"If the United States cannot keep the hold on the South American trade which she gained during the war, it will not be the fault of the South American peoples," said Senor Doctor Don Victor Andres Belaunde, now visiting the University for a few weeks, when interviewed by a CRIMSON representative yesterday. Dr. Belaunde holds the Professorship of International Law at San Marcos University, the oldest university in the Western Hemisphere (founded in 1551).

Latin America, particularly my country, Peru, has the greatest friendship for the United States--greater than for any European nation except France. The only reason that the balance of her trade before the war was with Europe was that continental houses gave her more advantageous terms than the United States.

Peru Sorely Needs Credit

"Particularly was this so in regard to credit. Not being a nation of great capital wealth it is essential that Peru (I speak of Peru as a representative South American nation) be allowed liberal credit in buying commodities from other countries. Since England and Germany before the war were liberal in regard to credit and the United States wished to conduct business on a strictly cash basis, it is only natural that the Peruvian trade should have gone to the former countries.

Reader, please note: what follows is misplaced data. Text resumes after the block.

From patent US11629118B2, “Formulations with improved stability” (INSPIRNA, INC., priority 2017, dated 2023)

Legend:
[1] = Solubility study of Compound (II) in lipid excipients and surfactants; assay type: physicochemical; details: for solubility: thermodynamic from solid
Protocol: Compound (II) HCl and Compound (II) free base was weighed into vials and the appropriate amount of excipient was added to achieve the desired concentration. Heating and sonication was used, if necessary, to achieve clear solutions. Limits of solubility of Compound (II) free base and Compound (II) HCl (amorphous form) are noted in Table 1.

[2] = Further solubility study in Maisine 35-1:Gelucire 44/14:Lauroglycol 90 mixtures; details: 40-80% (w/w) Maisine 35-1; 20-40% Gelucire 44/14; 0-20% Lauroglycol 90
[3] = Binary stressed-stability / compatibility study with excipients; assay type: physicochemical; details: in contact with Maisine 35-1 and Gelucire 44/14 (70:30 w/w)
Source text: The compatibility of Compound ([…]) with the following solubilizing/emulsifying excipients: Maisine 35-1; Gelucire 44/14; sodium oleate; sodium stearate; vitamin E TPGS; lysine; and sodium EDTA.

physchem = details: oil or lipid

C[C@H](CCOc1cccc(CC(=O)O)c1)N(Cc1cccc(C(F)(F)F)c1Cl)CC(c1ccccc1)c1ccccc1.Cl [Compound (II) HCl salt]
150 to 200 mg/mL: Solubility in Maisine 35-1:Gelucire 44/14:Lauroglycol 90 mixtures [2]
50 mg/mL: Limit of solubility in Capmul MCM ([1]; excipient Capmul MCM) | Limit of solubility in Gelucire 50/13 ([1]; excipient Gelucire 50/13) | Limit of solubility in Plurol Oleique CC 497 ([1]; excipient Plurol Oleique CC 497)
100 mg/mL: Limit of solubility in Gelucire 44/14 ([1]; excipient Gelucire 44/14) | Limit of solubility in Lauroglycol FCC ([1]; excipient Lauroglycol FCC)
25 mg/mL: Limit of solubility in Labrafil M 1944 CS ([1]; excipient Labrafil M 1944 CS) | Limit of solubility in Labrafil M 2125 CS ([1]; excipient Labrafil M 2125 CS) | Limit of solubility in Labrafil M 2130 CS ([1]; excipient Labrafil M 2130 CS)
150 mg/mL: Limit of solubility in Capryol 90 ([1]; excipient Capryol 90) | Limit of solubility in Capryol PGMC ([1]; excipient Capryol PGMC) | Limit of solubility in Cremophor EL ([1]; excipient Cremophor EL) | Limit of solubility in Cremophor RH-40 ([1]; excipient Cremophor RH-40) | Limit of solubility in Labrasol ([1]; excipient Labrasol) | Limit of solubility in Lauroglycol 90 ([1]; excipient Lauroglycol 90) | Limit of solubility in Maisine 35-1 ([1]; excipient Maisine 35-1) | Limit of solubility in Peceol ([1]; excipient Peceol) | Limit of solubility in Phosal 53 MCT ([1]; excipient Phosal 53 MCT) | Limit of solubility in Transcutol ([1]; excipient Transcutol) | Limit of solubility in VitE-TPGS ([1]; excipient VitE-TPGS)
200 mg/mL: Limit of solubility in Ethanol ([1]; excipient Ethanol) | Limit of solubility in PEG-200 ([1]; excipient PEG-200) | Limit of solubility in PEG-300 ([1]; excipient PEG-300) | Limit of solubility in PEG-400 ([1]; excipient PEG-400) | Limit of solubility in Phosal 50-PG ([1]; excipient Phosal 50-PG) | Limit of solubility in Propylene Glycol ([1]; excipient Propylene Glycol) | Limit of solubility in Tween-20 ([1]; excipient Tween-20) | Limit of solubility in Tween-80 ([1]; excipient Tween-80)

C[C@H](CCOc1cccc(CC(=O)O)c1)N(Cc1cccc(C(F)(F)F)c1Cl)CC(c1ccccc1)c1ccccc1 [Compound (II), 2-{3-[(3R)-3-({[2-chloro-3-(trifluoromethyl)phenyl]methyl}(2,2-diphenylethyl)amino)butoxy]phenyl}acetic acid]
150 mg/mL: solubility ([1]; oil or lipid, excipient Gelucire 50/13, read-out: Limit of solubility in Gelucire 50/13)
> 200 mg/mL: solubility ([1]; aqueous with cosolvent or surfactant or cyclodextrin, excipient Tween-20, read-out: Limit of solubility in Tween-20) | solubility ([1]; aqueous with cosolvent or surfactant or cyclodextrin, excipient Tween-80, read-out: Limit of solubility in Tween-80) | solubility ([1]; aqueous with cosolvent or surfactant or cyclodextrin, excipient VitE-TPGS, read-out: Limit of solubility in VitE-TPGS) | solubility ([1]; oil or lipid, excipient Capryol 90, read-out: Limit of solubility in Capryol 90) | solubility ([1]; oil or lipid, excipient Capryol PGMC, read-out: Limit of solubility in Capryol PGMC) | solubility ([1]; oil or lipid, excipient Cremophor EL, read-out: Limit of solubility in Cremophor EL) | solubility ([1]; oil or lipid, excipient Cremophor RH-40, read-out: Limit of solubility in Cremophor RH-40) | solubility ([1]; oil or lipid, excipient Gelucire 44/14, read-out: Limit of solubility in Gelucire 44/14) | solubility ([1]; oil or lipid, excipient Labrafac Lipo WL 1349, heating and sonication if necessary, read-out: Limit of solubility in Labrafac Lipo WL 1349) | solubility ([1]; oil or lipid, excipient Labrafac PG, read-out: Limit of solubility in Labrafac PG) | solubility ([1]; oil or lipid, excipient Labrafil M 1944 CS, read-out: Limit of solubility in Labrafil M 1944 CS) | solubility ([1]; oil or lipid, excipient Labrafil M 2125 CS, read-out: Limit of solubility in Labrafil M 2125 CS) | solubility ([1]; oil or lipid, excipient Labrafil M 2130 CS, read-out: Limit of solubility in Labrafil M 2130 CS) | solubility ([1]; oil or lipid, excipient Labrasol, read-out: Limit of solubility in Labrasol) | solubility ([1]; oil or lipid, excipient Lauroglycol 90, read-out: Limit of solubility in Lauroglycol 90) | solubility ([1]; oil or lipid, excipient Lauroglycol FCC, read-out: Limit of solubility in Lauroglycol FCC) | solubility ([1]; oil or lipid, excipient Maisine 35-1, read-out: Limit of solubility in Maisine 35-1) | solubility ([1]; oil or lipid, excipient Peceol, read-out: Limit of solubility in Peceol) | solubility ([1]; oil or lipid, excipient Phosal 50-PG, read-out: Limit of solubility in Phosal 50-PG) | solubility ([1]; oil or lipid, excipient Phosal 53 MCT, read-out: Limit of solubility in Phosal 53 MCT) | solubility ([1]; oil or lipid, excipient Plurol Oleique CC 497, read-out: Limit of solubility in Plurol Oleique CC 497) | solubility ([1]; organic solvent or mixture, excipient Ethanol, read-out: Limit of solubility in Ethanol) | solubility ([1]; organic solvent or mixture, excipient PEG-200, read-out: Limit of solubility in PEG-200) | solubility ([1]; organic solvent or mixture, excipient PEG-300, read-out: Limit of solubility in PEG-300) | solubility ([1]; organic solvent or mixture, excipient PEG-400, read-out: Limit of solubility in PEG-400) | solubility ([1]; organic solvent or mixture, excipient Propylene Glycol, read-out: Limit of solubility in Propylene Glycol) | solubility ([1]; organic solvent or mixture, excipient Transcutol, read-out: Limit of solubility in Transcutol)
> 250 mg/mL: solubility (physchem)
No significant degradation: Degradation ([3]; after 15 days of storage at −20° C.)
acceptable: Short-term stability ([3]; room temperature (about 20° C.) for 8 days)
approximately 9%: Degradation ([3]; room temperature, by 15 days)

"During the war, of course, the Peruvian trade went to the United States; and, at least until England and Germany have recuperated sufficiently to compete on equal terms with her, the United States will continue to monopolize her trade.


"After that, the apportionment of Peru's commerce will depend on the United States. If she can offer liberal credit terms to Peru she will continue in her present position. If not, England and Germany will regain their former dominance in Peru.

Peru Worthy of Development

"That it is worth while for the United States to trade extensively with Peru is obvious. Peru has the greatest mineral resources of any South American country. All that is needed is foreign capital to develop her mines. And it would be greatly to the advantage of the United States and of Peru if that capital could be American capital. For Peru is only a 10 days voyage from the States and all feelings of sympathy with the United States put aside, Peru would rather trade with a country that is nearer her than Europe.

"At present many American firms are establishing banking houses in Peru. If this policy is continued there is no reason why the United States cannot compete with England and Germany on equal terms and offer as great credit facilities."

Dr. Belaunde has come to the United States in order to prepare material for a series of lectures on the United States which he is planning to deliver at the University of San Marcos this winter. Upon his arrival he presented an official salutation to President Lowell on behalf of his university. In speaking of President Lowell, Dr. Belaunde said that he was well known in Peru for his works on Government.